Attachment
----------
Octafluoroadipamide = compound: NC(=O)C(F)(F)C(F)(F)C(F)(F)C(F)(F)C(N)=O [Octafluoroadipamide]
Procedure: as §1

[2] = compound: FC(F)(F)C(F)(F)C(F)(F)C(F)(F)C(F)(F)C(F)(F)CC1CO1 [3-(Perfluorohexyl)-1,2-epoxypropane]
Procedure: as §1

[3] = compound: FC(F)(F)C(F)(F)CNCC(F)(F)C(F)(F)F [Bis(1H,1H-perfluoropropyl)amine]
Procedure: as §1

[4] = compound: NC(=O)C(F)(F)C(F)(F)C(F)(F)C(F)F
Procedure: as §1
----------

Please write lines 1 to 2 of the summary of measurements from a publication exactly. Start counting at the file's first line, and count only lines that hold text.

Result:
Octafluoroadipamide = compound: NC(=O)C(F)(F)C(F)(F)C(F)(F)C(F)(F)C(N)=O [Octafluoroadipamide]
Procedure: as §1